The newspaper industry is upping its tactics in the fight against ad blockers.

The Newspaper Association of America, the industry group that represents 2,000 newspapers (including The Washington Post), filed a federal complaint against the ad-blocking industry Thursday, alleging that software companies that enable users to block ads are misleading the public.

The complaint asks the Federal Trade Commission, the government agency that oversees trade practices, to investigate ad blockers that offer "paid white-listing" - a service that charges advertisers to bypass ad-blocking software - along with services that substitute ad blockers' own advertising for blocked ads or get around publishers' subscription pages.

The NAA complaint comes as the newspaper industry continues to struggle with dramatic changes that have eroded its business. Advertising revenue has dropped from roughly US$50 billion (NZ$74.7 billion) a decade ago to less than half of that today, according to the NAA. Revenue from print advertising continues to slip as readers consume more news online, and digital advertising brings in far less revenue than print.


Publishers increasingly feel that they cannot afford to lose revenue from digital ads.

They believe that the industry's future is dependent on digital advertising - particularly the practice of showing tiny ads on smartphones, which the public is spending a growing share of its reading time on.

But consumers often find those smartphone ads to be intrusive and pesky.

Today, users are blocking 11.7 per cent of all ads, according to a recent survey by the ad-blocking company Optimal and Wells Fargo. The rise of ad blockers is also tied to a 2015 decision by Apple to allow ad blockers on iPhones and other company devices.

In recent months, the New York Times, the Wall Street Journal and The Post have experimented with messages that gently ask readers to turn off ad blockers or to consider subscribing. The FTC complaint demonstrates a growing willingness by publishers, who in the past have minimized the issue, to be more aggressive.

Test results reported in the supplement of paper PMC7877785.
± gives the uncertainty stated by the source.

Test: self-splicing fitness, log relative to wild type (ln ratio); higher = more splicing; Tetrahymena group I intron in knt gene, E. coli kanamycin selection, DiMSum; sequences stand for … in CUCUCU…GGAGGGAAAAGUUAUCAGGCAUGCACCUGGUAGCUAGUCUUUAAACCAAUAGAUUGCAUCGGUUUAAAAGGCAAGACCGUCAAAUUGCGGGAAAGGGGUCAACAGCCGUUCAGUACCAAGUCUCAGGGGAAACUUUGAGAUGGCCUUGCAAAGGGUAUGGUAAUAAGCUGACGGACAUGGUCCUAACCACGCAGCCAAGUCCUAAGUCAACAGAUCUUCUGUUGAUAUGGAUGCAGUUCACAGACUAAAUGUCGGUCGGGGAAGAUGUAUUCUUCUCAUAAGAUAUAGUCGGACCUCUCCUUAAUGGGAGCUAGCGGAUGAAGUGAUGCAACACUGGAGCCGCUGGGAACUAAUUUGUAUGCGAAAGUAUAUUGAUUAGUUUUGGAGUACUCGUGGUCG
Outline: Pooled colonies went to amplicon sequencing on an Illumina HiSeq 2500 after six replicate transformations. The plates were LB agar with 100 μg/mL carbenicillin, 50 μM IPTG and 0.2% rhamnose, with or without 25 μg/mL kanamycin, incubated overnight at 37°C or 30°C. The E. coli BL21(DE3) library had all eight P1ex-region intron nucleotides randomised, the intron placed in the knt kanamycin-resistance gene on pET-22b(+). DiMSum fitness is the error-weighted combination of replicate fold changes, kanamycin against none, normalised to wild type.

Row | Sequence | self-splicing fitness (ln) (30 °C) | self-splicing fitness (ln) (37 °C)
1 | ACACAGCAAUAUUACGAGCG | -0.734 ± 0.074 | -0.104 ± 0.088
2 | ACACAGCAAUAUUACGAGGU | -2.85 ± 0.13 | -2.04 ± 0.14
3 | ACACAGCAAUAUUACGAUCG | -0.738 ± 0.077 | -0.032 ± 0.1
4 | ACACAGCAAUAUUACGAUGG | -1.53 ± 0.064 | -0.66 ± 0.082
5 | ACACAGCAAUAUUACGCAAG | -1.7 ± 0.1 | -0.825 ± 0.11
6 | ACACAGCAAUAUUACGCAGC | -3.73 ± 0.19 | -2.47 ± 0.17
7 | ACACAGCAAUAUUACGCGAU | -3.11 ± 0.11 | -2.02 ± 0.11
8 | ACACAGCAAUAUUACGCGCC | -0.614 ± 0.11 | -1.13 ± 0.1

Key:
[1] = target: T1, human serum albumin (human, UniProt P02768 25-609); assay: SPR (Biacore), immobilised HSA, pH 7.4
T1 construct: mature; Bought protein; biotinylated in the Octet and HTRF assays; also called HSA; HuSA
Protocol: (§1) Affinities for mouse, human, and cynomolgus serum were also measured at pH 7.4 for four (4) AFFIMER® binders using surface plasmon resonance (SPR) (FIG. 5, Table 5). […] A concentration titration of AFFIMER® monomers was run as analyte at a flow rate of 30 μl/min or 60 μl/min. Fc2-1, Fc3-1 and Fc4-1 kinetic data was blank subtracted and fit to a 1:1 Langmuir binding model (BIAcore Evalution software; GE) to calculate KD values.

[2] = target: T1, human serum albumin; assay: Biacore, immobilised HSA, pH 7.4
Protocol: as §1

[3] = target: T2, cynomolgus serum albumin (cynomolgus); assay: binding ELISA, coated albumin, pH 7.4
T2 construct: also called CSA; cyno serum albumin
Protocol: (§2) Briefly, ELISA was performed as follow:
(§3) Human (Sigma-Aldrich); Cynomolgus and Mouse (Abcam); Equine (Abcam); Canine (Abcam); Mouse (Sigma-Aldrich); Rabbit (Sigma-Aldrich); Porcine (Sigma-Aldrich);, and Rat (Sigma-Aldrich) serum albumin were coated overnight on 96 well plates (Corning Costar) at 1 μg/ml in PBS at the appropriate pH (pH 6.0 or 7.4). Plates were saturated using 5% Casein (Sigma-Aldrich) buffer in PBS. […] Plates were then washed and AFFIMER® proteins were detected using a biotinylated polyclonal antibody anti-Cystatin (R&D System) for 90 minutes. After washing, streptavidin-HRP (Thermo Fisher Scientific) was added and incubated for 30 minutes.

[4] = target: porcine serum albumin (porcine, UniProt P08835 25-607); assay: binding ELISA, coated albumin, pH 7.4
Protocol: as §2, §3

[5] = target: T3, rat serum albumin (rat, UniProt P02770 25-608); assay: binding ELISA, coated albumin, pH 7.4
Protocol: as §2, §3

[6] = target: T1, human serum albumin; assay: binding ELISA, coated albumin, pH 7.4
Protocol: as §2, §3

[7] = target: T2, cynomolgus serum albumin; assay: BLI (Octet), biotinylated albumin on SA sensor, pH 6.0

The FTC said it had no comment.

Ben Williams, head of operations and communications for the ad-blocking software AdBlock Plus, owned by Eyeo - one of the companies mentioned in the NAA suit - said in an emailed statement that the NAA has misconstrued the services the company offers.

The "only part of [NAA's allegations] that resembles reality is the part about ad blocking being a statement of consumer dissatisfaction with an ad industry that has spied on them, deceived them and, most of all, annoyed them with intrusive ads for years."

Williams said the company white-listed only ads that adhered to specific criteria, including size requirements and not disrupting the reading experience.

He disputed the allegation that AdBlock Plus offered a pay-to-play system in which users weren't told that ads they had paid to block were being let in for a fee. Users, he said, could block all ads if they chose to do so.